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Book Review: Dark Fantasy Stories

Dark Fantasy Stories (Illustrated) by S.S. WolffA huge thanks to Hidden Gems for providing me with the opportunity to read this anthology!

I haven’t read a huge amount of anthologies but am becoming increasingly fond of them. I like having a collection of similar but unique stories all in one place. I was under the impression that these would be quite creepy/scary stories, but they were only slightly ‘dark’ in my opinion. They all had fantasy elements, as the title would suggest, and were all rather good.

Of course, as it’s an anthology, I’m not really reviewing the individual authors’ writing. Instead, I’m going to focus on the editing and the selection of the stories included. The chouces are definitely quite unique, all fantasy tales with supernatural elements. There were some that I especially enjoyed, and some I was not quite so fond of. Overall, I think there was a pretty good range of stories.

As for the editing, I did notice some strange mistakes. There was misplaced punctuation, for example, and I saw a few letters replaced by ‘lookalikes’ – such as replaced by rn. As the copy I own is a review copy, it is possible that the mistakes I noticed were edited out in the final publication, though.

It was a rather short book, which can be seen as both a good and bad thing. 3.5 stars.

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Book Review: Othello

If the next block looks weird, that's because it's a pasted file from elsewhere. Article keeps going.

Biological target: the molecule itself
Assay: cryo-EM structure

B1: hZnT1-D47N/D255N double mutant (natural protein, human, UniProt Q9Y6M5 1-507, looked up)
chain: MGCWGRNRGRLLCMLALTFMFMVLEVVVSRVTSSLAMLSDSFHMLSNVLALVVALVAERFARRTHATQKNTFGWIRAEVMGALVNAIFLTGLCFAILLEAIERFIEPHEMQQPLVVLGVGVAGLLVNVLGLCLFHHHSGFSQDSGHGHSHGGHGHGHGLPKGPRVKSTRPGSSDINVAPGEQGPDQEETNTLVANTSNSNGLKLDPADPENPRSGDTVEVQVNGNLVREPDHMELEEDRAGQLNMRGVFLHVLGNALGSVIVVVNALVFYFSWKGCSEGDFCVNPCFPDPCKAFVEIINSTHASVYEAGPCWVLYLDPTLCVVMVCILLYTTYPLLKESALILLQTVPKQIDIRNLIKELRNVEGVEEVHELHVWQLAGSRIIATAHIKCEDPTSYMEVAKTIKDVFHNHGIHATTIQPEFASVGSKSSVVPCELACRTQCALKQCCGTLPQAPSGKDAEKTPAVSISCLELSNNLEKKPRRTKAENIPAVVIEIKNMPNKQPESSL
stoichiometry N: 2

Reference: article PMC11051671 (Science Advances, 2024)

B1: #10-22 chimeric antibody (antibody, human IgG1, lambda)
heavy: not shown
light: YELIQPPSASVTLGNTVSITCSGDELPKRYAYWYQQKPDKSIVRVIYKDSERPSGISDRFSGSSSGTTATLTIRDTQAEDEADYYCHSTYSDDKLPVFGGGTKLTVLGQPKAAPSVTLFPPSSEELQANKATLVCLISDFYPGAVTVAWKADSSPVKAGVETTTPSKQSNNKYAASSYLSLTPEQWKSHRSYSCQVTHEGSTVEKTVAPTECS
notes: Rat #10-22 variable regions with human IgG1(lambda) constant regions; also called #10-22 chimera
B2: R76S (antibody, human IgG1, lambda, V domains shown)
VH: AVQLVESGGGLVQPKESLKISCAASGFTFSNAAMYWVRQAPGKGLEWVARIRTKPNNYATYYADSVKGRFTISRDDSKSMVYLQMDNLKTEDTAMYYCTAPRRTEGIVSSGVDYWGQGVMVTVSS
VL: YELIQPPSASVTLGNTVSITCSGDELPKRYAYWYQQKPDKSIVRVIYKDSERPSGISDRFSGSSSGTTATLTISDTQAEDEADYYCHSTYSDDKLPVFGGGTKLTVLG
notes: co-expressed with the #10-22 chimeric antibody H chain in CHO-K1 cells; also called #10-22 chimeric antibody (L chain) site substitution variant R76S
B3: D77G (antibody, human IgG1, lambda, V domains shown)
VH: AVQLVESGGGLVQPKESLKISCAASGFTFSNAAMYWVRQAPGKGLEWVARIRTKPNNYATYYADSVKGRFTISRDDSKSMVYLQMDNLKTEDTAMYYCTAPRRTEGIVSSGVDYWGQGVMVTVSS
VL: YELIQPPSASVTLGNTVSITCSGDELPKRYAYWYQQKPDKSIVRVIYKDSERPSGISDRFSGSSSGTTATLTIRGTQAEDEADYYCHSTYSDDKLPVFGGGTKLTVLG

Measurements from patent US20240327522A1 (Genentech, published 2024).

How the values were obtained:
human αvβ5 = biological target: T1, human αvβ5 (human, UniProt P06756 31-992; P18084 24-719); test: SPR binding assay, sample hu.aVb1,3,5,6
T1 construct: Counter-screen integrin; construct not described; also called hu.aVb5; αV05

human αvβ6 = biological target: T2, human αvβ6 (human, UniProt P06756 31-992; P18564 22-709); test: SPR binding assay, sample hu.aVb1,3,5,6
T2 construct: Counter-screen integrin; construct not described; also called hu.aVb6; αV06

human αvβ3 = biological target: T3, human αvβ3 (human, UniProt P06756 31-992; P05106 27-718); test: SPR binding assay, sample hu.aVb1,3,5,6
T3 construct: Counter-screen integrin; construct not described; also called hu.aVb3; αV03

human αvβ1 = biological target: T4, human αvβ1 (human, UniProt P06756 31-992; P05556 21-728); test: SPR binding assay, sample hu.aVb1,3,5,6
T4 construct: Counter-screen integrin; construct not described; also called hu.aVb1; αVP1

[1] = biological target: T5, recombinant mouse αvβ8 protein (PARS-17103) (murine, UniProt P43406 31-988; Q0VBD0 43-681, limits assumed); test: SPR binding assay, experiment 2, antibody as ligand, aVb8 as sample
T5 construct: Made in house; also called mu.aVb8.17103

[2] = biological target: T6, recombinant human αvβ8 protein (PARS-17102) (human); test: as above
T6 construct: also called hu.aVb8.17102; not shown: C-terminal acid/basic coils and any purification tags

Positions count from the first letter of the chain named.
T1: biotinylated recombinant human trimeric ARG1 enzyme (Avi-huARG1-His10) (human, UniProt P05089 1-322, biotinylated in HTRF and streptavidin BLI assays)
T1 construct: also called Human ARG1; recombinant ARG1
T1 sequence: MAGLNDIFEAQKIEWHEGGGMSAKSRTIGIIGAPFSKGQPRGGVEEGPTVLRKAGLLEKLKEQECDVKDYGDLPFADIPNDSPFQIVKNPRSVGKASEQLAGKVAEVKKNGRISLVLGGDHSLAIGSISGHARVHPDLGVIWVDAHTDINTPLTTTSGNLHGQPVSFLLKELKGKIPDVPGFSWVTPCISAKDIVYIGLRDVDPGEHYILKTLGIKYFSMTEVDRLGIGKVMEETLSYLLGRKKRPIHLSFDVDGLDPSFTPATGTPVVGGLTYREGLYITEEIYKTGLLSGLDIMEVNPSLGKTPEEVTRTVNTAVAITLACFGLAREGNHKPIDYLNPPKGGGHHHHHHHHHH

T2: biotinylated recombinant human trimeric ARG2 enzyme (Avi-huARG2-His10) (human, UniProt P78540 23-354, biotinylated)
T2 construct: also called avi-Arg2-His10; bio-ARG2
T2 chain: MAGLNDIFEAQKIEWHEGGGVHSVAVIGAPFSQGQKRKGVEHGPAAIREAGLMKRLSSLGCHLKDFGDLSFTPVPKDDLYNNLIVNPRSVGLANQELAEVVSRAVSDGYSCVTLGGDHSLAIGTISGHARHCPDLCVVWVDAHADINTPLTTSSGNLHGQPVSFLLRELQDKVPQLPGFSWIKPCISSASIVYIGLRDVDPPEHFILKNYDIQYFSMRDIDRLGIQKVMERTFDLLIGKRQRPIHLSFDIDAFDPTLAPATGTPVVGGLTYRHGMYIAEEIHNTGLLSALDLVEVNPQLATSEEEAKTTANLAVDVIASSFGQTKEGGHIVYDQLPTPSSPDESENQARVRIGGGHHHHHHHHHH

Like The Great Gatsby, I am studying this for part of my A Level course and have this particular edition which includes notes and definitions. 

And like with my last review, this is only going to be short. (Mostly because I’m so tired of studying this book that I don’t want to spend extra time on it now.)

In classic Shakespearean style, there’s a hell of a lot of misunderstanding and, of course, death. There’s even a love-driven suicide at the end, which Shakespeare was rather fond of including it seems.

This play is renowned for addressing a number of topics such as race, class differences, love and jealousy. Mostly, it is about the latter.

It’s always hard to get into these plays, but other than that it’s pretty good. Iago is possibly one of Shakespeare’s best villains, has he is so cunning and clever with his acts. 3 stars.

Book Review: The Great Gatsby

I’m studying this book as part of my A Level course, so I’ll avoid going into too much detail on here. The edition we were told to buy includes an introduction and notes on the book, including notes on certain names and terminology included. If you are studying this book at all, an edition like this is really useful.

The story is renowned for its representation of the ‘Jazz Age’ – the 1920s. Fitzgerald captures that time wonderfully, while showing the true colours of the “American Dream” (similar to Steinbeck’s Of Mice and Men in that aspect).

Nick, the narrator, moves to Long Island. His cousin Daisy lives nearby, and he lives next to a mysterious man who has recently come into a lot of money. This man turns out to be Jay Gatsby – a regular party host and past lover of Nick’s cousin.

Daisy’s husband, Tom, is seeing another woman. Most people know about it – it’s pretty much an “open secret” by now. But her husband starts to catch on, just as a terrible accident pushes him right over the edge…

At first, this was pretty boring to read. Especially since I had no choice but to read it. But as I read on, it got more and more enjoyable. I began to appreciate the writing more, and actually got a little emotional with the final death. I can understand why this book has been so popular, such a symbolic piece of literature from the Jazz Age.

It’s not that old (compared to.other classic novels) so isn’t too hard to follow. The style is a bit old fashioned, obviously, but I personally still enjoyed it. 4.5 stars.